The article also didn’t mention why experts weren’t invited, despite Kim Jong-un’s earlier statement to his political aides and President Moon that they would be.

All foreign journalists will be flown into North Korea on a charter flight from Beijing to Wonsan, in North Korea’s southeastern Kangwon Province. Accommodation will be provided in Wonsan, as well as a press center from which journalists will be able to transmit their articles. A special train will be arranged to take the reporters from Wonsan to Punggye-ri, while “appropriate conveniences” will be provided along the way.

The North stressed that it would promote “close contact and dialogue” with neighboring countries and the international society so as to safeguard peace and stability on the Korean Peninsula and across the world.

Hours after the North’s announcement was made, Trump tweeted: “North Korea has announced that they will dismantle Nuclear Test Site this month, ahead of the big Summit Meeting on June 12th. Thank you, a very smart and gracious gesture!” Trump was referring to his summit with Kim, planned to be held on June 12 in Singapore at an undisclosed location. Trump will hold another summit with Moon on May 22 in Washington, shortly before Pyongyang said it would demolish Punggye-ri.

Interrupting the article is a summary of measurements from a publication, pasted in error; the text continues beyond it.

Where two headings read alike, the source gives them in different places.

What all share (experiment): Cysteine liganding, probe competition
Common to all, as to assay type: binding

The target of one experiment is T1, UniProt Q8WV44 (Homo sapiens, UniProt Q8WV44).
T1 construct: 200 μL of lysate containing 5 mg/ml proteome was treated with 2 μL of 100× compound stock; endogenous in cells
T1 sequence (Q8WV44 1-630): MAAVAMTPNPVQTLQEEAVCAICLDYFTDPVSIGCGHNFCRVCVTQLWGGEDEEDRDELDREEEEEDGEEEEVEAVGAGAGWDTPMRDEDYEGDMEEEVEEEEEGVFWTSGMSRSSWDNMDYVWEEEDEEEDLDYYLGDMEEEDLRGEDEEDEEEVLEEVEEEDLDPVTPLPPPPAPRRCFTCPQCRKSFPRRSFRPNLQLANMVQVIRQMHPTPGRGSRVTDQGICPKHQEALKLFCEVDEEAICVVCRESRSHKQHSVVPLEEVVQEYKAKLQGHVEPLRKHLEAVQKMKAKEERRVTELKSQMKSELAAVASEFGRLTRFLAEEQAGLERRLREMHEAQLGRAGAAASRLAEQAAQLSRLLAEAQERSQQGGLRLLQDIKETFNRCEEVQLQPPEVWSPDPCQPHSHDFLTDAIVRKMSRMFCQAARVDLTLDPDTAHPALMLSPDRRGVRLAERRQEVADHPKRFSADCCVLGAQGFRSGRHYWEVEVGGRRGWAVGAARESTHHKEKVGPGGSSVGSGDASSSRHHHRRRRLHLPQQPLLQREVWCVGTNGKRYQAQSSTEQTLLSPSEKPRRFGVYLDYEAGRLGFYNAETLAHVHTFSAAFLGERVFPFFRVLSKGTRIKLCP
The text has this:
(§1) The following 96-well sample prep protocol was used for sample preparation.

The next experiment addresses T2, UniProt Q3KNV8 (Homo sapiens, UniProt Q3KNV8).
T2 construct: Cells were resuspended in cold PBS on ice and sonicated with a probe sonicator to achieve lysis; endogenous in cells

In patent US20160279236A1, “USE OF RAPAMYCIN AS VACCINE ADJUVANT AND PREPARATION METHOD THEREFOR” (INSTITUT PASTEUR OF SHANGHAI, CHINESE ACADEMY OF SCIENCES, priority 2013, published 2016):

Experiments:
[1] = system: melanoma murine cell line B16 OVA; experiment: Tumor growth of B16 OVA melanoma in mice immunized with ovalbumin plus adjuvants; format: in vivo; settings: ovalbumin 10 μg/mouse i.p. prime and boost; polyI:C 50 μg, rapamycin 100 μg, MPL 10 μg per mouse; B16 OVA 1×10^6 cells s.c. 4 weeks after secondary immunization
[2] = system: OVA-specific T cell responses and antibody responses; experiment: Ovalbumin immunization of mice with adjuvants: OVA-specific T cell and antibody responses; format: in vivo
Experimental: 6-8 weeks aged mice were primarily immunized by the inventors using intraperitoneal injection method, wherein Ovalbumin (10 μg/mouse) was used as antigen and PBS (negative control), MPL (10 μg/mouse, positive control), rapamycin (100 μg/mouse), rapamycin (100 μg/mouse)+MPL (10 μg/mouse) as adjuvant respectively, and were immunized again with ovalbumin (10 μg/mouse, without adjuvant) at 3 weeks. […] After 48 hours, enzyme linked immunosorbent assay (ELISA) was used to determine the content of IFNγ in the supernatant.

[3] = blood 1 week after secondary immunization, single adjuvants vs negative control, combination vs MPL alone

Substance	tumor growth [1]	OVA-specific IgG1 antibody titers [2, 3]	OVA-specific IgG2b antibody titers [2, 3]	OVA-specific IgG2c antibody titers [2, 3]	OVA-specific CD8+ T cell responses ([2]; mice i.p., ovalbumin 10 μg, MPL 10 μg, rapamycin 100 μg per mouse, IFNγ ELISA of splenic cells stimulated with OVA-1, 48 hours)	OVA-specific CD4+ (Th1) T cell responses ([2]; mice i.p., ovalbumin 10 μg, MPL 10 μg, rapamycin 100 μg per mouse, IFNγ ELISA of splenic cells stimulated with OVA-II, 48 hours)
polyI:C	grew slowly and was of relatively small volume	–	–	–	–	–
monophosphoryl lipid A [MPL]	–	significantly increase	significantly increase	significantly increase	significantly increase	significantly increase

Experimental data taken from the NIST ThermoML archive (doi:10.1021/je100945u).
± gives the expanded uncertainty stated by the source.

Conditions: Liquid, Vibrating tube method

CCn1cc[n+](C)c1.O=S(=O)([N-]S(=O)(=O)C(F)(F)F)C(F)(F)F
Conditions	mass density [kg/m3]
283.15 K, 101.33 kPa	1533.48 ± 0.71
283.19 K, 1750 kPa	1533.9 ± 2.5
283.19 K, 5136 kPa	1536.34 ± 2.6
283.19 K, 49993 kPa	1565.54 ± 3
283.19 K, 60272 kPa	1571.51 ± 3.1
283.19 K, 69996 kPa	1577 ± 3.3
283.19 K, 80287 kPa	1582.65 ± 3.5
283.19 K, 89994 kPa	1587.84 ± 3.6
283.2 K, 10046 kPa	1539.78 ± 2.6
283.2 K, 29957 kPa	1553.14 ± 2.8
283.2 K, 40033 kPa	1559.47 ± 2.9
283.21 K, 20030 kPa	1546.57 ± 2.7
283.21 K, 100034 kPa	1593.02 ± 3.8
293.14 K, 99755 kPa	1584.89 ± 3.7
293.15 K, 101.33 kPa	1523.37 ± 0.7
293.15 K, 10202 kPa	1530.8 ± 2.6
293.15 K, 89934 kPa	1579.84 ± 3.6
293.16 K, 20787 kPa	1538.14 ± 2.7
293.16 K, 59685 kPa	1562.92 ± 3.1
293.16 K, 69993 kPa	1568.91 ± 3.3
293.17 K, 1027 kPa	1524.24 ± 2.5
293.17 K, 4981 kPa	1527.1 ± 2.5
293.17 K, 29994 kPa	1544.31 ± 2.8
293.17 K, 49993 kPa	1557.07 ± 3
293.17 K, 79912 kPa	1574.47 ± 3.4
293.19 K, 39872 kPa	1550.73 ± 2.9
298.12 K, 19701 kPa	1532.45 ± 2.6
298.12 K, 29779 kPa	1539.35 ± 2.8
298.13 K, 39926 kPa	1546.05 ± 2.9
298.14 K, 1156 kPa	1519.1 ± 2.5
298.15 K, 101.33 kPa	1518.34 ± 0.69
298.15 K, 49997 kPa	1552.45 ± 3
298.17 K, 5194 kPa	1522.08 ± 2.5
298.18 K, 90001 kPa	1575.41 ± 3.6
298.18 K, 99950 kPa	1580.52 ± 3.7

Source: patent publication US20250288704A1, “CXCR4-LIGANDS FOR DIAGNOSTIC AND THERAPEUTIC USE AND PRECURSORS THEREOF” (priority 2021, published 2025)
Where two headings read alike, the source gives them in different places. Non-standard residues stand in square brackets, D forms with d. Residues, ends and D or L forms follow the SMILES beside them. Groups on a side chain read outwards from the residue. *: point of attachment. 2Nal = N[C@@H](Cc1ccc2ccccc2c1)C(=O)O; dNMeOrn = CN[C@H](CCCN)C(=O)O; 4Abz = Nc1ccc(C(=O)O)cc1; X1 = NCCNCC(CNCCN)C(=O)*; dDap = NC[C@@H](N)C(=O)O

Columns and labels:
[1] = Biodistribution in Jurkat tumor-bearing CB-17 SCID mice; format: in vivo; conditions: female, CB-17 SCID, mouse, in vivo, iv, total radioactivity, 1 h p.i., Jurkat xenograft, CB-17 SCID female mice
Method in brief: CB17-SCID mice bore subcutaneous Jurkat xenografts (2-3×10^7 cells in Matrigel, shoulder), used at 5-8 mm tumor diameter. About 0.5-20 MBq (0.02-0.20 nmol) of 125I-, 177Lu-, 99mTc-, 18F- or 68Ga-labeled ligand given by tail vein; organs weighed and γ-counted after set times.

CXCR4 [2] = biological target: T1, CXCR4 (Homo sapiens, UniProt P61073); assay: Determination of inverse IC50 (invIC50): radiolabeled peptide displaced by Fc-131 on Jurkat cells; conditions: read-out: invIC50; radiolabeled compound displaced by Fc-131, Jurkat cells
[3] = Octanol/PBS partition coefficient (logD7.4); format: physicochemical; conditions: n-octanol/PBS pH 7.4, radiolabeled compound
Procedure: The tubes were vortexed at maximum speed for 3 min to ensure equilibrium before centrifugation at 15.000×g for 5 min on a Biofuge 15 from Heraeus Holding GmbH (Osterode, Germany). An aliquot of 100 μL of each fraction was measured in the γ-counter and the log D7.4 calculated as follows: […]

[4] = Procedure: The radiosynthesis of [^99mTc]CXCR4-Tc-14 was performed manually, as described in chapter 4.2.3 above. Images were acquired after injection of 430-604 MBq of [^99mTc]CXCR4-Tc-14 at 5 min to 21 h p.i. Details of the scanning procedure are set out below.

The Blue House “welcomed” the North’s announcement during a press briefing on Sunday, saying it was an “expression of will” that it would “implement its promise during the South-North summit in actions, not words.”

Blue House spokesman Kim Eui-kyeom said Seoul looked forward to seeing Kim and Trump building faith in each other before meeting in person on June 12.

A Blue House official, who spoke on the condition of anonymity, said North Korea’s announcement wasn’t to be dealt with lightly because Punggye-ri was practically the only site it could ever conduct a nuclear experiment, and dismantling it would mean it would at least refrain from developing any nuclear weapons in the future. The demolition, added the official, would come even as the North needs to carry out additional nuclear experiments in order to test its ability to miniaturize a nuclear weapon to be loaded onto an intercontinental ballistic missile.

On why Japanese journalists weren’t invited to the demolition ceremony, the Blue House source predicted that it was probably because Pyongyang has yet to hold any official dialogue with Tokyo. On the inclusion of the United Kingdom, it could be that the North saw the country as a representative of the European Union. In June 2008, North Korea allowed reporters from South Korea, China, Russia, Japan and the United States to cover the demolition of a cooling tower at the Yongbyon nuclear research complex in North Pyongan Province.

North Korea’s state-run media repeated the Punggye-ri announcement throughout Sunday via its newspaper, Rodong Sinmun; radio station, Korean Central Broadcasting Station; and television station, Korean Central Television.